Connie is in a major snit. She has just learned that her Aunt Helen (who is only eight years older than Connie) is coming for a visit. But Connie’s mother, June, can’t figure out why Connie is so upset. Helen is June’s ex-husband’s sister. That should be a problem for June, not for Connie. Connie tells her mom that Helen has never liked her and is always mean to her. Refusing to take the grief this time, Connie decides to stay at Whit's End until Helen leaves.
Whit talks with Connie about it and discovers that her real problem with her aunt is that Helen introduced Connie’s dad to the woman he left Connie’s mom for. Whit acknowledges Connie’s pain but says that she must release her bitterness. Connie refuses, so Whit comes up with a game involving bricks and feathers to tangibly illustrate the emotional baggage that Connie is carrying around. Whit tells her that the solution is to give it all over to God. Let Him take control, and He’ll help Connie let go of her anger. Connie finally realizes that Whit is right. At long last, Connie sends her grudge packing.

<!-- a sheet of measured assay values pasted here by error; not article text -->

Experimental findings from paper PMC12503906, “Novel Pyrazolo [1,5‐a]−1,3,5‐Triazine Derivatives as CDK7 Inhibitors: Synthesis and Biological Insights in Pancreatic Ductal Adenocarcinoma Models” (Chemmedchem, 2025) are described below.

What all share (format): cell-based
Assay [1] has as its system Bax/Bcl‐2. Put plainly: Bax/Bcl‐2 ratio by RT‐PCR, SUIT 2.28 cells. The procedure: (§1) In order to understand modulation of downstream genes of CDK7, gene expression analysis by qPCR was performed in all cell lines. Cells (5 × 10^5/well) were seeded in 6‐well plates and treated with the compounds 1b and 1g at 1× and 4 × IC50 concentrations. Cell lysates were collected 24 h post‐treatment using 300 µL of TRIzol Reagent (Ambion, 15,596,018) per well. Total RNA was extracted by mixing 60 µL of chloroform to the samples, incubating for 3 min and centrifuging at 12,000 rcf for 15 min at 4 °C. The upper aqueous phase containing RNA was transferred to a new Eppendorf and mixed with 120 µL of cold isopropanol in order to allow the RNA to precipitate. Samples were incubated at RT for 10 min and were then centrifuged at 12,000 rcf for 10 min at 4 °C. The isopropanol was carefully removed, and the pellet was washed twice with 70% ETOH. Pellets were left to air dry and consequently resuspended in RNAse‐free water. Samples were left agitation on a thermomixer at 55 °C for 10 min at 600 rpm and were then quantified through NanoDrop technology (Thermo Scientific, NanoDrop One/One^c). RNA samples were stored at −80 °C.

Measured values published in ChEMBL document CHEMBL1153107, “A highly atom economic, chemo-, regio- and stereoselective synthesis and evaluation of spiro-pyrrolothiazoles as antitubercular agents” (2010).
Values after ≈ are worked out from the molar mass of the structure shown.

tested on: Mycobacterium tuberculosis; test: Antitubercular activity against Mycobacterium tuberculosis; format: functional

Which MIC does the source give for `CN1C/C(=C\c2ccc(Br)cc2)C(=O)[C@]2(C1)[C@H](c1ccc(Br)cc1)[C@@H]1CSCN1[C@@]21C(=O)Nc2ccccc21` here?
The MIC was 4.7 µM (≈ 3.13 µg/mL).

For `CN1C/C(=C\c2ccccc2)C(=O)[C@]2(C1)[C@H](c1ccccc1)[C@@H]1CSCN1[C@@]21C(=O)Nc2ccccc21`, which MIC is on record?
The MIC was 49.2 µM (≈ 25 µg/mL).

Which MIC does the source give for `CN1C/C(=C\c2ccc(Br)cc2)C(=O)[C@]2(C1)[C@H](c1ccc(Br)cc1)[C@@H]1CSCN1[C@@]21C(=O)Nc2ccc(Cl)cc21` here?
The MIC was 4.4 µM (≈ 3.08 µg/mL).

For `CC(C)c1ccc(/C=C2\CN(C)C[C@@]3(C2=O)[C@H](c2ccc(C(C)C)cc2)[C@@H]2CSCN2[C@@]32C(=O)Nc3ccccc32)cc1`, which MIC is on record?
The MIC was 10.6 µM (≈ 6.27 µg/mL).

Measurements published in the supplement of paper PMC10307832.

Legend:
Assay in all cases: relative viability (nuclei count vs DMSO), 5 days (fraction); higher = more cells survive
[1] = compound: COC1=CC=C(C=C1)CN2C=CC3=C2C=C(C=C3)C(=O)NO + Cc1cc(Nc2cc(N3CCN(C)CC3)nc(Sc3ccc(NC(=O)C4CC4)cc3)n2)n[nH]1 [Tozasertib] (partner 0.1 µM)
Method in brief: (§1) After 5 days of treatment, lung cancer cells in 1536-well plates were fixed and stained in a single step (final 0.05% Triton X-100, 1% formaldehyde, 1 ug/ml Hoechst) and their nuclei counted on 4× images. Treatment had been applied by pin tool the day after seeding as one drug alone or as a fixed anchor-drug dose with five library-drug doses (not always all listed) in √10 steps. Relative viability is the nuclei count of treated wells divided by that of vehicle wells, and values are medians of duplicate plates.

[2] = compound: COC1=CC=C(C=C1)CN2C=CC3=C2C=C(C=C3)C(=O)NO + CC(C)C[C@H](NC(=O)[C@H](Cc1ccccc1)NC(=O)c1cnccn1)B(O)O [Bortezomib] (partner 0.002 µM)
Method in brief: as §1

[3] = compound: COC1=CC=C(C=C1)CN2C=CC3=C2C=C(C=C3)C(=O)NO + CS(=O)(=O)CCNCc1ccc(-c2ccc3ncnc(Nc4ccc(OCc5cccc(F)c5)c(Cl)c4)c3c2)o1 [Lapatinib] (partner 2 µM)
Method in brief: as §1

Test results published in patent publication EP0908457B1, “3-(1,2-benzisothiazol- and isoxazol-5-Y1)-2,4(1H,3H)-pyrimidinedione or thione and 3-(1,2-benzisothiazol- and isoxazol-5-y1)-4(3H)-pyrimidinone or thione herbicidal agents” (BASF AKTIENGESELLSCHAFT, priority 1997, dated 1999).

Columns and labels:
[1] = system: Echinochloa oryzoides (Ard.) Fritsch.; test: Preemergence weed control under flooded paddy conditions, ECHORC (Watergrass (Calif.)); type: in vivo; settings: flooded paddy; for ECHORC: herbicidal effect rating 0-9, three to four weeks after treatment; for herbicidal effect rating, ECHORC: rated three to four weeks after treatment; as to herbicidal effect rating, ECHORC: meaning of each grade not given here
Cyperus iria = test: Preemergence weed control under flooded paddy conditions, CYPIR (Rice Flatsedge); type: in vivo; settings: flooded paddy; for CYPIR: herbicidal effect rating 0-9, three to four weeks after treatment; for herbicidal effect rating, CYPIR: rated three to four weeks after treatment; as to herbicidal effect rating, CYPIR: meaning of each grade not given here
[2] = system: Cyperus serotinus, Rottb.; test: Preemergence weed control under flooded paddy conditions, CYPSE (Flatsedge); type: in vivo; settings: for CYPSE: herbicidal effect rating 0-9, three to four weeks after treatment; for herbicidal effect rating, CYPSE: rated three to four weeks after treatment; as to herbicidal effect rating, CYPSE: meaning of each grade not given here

- This plot section is too short and should be expanded. »
- What could Connie have done to avoid becoming bitter?
- Why is it bad to hold a grudge?
- Are you holding a grudge against anybody?
- How can you let go of it?
Heard in episode
|June Kendall||Maggie Malooly|
|Connie Kendall||Katie Leigh|
|John Whittaker||Hal Smith|
|Traci Needlemeyer||Brooke Bellessi|
Mentioned in episode
|Helen Kendall||June Kendall|
|Bill Kendall||June Kendall|
|Jessie Morales||John Whittaker|
|Donna Barclay||Traci Needlemeyer|
|Eugene Meltsner||John Whittaker|
- Connie references Quasimodo, the bell-ringer in "The Hunchback of Notre Dame."
- This episode gave listeners a closer look into Connie's family history, which would be explored further in some later episodes.
- In this show, the name of Connie’s father’s new wife and Connie’s aunt were revealed, along with the fact that Helen is only eight years older than Connie.
- Although Connie has a difficult time lugging a bag of bricks around, it seems to be no trouble for Traci Needlemeyer, a girl who is much younger.
Connie Kendall: Why do I always have to give up my room?
June Kendall: You're always telling me that sacrifice produces character.
Connie Kendall: Maybe, but sleeping on the sofa produces a stiff neck.
Connie Kendall: <imitating Quasimodo> Mom! I'm not an animal!
June Kendall: <imitating Connie's imitation> Maybe not! But you are gonna sleep on the sofa!